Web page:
Finally, proponents of the Electoral College can rely upon the argument that the Founders created the Electoral College for a reason. They didn’t think that the public should directly elect the president. They considered that option and rejected it.
What are the drawbacks of the Electoral College?
On the other hand, opponents of the Electoral College don’t have to look far to argue that it is undemocratic and thwarts public will. In the 2016 presidential election, Donald Trump was elected president with 306 electors and almost 63 million votes—about 2.9 million votes less than Hillary Clinton. (Results here: https://www.nytimes.com/elections/results/president). Despite winning the popular vote, Clinton lost the election. In today’s world, with technological advancements that allow voters to know every detail of a campaign, the two political parties holding primaries to winnow the pool of candidates to a few choices in the general election, and the democratic expansion of the electorate to include women, minorities, 18 year olds, and other groups previously prohibited from voting, the popular vote winner losing the presidential election is an outrage to many voters.
Another potential drawback of the Electoral College is contingent elections—when no candidate gets the minimum number of electors required to win the election. There are a total of 538 electoral votes. This represents the congressional representation for each state (members of the U.S. House of Representatives and the U.S. Senate), plus 3 votes for Washington, D.C. as per the 23rd Amendment to the Constitution. The winning candidate needs to receive at least 270 electoral votes. When neither candidate gets the 270 votes required, it’s called a contingent election. In the case of contingent elections, Congress actually selects the president and vice president. There have been two contingent elections in U.S. history—1800 and 1824—and another near miss in 2000.
Contingent elections both remove the public from the calculus of choosing the president and also violate separation of powers because the legislative branch selects the executive. It’s also theoretically possible that the president and vice president could be from two different political parties since the House votes for the president and the Senate votes for the vice president.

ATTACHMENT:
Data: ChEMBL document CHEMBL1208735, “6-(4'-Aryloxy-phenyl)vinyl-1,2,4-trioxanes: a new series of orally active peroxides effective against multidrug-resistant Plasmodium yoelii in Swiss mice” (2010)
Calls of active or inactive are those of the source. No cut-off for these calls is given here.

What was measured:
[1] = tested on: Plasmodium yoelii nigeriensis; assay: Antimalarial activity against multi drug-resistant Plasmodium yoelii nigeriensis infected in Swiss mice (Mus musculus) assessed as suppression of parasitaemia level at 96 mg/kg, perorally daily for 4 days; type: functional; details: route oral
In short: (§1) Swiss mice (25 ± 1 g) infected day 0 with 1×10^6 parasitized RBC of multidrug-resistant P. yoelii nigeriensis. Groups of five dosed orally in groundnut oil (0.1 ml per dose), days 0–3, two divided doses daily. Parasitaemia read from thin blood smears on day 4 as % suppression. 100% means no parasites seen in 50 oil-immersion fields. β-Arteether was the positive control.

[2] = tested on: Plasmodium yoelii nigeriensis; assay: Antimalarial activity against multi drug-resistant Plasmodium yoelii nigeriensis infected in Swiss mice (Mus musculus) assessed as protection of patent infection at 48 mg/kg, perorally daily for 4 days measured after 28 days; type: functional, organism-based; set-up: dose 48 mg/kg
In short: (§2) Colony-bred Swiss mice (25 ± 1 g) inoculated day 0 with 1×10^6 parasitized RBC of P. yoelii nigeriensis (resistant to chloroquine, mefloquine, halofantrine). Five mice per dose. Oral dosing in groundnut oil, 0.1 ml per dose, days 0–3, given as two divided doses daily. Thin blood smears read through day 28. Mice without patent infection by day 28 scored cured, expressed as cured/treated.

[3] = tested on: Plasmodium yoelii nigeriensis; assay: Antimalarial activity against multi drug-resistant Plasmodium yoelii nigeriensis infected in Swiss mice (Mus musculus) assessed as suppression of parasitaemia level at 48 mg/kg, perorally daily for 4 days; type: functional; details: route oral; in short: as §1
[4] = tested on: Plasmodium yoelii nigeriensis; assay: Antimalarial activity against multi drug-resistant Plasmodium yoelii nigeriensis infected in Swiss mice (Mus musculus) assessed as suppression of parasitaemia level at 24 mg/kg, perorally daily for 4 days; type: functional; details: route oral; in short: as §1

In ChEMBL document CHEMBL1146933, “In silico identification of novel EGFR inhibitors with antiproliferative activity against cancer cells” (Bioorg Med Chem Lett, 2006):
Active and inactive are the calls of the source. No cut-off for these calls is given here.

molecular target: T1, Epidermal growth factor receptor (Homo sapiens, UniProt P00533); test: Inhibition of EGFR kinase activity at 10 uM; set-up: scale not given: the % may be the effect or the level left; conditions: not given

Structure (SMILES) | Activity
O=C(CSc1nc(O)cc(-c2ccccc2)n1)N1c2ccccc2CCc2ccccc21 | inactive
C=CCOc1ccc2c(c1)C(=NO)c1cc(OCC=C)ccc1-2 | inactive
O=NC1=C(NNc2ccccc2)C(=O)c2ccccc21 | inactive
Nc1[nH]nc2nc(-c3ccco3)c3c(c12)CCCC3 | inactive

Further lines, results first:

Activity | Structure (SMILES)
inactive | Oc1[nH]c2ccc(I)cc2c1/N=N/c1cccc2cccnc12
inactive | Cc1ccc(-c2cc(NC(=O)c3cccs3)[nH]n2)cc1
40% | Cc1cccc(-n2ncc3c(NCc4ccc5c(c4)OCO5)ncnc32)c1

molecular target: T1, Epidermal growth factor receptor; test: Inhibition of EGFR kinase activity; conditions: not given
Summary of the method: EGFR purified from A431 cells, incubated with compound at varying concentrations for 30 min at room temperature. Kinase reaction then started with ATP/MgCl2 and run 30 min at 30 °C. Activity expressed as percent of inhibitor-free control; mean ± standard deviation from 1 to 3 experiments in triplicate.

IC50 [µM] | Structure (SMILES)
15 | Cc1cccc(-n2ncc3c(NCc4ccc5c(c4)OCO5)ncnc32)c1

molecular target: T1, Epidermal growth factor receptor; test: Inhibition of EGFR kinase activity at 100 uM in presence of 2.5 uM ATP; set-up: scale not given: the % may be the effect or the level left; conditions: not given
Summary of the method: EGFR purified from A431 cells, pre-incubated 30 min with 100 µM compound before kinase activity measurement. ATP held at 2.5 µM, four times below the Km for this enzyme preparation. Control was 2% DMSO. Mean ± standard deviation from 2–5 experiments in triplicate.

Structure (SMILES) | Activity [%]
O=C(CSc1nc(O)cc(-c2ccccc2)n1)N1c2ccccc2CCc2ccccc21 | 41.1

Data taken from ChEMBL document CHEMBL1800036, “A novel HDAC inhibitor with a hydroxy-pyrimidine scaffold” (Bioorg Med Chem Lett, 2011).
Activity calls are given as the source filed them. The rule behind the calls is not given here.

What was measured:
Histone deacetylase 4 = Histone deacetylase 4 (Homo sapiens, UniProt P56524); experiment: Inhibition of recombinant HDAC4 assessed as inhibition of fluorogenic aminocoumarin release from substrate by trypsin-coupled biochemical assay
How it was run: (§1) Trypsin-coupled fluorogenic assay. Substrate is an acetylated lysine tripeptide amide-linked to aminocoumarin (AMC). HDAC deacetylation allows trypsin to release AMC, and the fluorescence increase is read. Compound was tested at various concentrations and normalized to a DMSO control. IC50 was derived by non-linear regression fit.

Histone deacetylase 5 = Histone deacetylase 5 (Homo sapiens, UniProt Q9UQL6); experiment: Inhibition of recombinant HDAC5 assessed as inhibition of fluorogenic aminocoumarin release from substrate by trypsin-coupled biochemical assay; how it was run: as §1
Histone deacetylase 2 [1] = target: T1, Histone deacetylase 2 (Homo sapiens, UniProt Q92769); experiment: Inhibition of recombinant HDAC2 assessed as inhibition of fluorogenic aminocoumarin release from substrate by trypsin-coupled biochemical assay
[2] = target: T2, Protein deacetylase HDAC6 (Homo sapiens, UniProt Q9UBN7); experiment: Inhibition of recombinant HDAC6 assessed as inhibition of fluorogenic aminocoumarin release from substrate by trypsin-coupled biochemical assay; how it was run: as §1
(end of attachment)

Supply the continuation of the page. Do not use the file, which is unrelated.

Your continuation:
There are also concerns that the Electoral College violates the principle of political equality and the notion that each person should have an equal vote. The Senate is very malapportioned. Each state gets two senators, regardless of population. That means that California, with nearly 40 million residents, gets 2 senators. Wyoming, with 600,000 people, also gets 2 senators. Since congressional representation is used to calculate the Electoral College votes for each state, the Senate’s malapportionment has implications for the Electoral College. Voters in more populous states are underrepresented in the Electoral College relative to voters in smaller states. Furthermore, states that are swing states or battleground states have more influence on the election than voters in reliably red or blue states. With the winner-take-all method of allocating electoral votes, voters in swing states are casting decisive votes that can change the election’s outcome. Voters in partisan states have less impact on the outcome.
What can be done to change the Electoral College?